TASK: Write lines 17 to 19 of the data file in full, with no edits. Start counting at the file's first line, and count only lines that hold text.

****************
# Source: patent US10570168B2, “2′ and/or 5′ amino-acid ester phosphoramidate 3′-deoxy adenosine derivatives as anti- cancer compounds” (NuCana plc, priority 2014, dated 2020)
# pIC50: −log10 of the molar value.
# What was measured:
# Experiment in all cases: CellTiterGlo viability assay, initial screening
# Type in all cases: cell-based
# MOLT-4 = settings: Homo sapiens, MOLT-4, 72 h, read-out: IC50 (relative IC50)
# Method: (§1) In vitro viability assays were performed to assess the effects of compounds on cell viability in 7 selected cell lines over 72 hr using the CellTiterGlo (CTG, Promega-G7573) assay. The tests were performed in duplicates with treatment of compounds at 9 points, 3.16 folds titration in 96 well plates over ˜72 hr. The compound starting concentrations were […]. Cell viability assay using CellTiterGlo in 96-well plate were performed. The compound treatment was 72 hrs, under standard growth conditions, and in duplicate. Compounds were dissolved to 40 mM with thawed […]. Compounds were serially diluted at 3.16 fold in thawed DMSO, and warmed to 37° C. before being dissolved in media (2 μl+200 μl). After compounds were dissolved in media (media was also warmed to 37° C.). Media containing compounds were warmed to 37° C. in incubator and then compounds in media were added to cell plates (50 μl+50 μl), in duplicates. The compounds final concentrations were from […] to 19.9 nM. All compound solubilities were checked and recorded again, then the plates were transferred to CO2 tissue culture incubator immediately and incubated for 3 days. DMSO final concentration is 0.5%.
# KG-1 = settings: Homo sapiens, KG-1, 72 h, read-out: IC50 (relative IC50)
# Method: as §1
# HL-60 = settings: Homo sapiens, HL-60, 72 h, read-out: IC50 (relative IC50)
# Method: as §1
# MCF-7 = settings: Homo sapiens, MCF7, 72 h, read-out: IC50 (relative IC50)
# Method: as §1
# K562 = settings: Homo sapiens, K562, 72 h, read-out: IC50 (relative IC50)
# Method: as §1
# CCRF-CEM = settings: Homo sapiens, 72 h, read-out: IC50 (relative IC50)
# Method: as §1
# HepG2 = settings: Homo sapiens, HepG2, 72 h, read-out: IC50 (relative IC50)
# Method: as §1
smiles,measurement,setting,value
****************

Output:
# Method: as §1
# HepG2 = settings: Homo sapiens, HepG2, 72 h, read-out: IC50 (relative IC50)
# Method: as §1